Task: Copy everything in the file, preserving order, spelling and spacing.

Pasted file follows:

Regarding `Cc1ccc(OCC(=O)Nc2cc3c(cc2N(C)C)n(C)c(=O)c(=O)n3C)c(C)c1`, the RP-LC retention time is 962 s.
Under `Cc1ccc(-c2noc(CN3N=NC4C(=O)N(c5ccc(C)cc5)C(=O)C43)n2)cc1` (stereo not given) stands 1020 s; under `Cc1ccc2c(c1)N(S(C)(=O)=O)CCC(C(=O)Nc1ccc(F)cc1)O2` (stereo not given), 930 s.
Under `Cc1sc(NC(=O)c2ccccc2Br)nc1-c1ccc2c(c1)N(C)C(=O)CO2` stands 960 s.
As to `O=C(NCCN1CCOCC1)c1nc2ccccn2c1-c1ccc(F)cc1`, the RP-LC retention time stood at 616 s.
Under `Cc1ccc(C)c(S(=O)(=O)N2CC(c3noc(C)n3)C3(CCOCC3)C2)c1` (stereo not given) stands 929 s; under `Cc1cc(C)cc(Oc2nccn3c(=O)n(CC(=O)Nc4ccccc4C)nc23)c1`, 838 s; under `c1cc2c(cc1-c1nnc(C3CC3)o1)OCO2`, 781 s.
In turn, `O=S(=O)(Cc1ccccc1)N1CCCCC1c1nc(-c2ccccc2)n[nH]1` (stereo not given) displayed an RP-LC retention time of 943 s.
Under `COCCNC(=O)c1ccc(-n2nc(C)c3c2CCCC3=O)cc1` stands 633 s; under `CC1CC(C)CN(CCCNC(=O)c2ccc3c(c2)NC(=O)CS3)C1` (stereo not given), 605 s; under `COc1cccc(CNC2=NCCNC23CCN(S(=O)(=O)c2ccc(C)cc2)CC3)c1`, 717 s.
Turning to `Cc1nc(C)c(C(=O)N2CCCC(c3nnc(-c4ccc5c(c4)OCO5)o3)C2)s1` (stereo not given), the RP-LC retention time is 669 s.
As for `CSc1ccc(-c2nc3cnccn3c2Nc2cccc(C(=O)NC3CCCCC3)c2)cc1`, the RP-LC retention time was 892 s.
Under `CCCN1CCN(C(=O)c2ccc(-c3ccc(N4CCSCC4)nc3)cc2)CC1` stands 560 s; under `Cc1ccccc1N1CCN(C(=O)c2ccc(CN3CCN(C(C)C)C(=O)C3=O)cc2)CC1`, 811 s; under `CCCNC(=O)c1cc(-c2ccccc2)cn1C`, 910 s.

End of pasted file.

Regarding `Cc1ccc(OCC(=O)Nc2cc3c(cc2N(C)C)n(C)c(=O)c(=O)n3C)c(C)c1`, the RP-LC retention time is 962 s.
Under `Cc1ccc(-c2noc(CN3N=NC4C(=O)N(c5ccc(C)cc5)C(=O)C43)n2)cc1` (stereo not given) stands 1020 s; under `Cc1ccc2c(c1)N(S(C)(=O)=O)CCC(C(=O)Nc1ccc(F)cc1)O2` (stereo not given), 930 s.
Under `Cc1sc(NC(=O)c2ccccc2Br)nc1-c1ccc2c(c1)N(C)C(=O)CO2` stands 960 s.
As to `O=C(NCCN1CCOCC1)c1nc2ccccn2c1-c1ccc(F)cc1`, the RP-LC retention time stood at 616 s.
Under `Cc1ccc(C)c(S(=O)(=O)N2CC(c3noc(C)n3)C3(CCOCC3)C2)c1` (stereo not given) stands 929 s; under `Cc1cc(C)cc(Oc2nccn3c(=O)n(CC(=O)Nc4ccccc4C)nc23)c1`, 838 s; under `c1cc2c(cc1-c1nnc(C3CC3)o1)OCO2`, 781 s.
In turn, `O=S(=O)(Cc1ccccc1)N1CCCCC1c1nc(-c2ccccc2)n[nH]1` (stereo not given) displayed an RP-LC retention time of 943 s.
Under `COCCNC(=O)c1ccc(-n2nc(C)c3c2CCCC3=O)cc1` stands 633 s; under `CC1CC(C)CN(CCCNC(=O)c2ccc3c(c2)NC(=O)CS3)C1` (stereo not given), 605 s; under `COc1cccc(CNC2=NCCNC23CCN(S(=O)(=O)c2ccc(C)cc2)CC3)c1`, 717 s.
Turning to `Cc1nc(C)c(C(=O)N2CCCC(c3nnc(-c4ccc5c(c4)OCO5)o3)C2)s1` (stereo not given), the RP-LC retention time is 669 s.
As for `CSc1ccc(-c2nc3cnccn3c2Nc2cccc(C(=O)NC3CCCCC3)c2)cc1`, the RP-LC retention time was 892 s.
Under `CCCN1CCN(C(=O)c2ccc(-c3ccc(N4CCSCC4)nc3)cc2)CC1` stands 560 s; under `Cc1ccccc1N1CCN(C(=O)c2ccc(CN3CCN(C(C)C)C(=O)C3=O)cc2)CC1`, 811 s; under `CCCNC(=O)c1cc(-c2ccccc2)cn1C`, 910 s.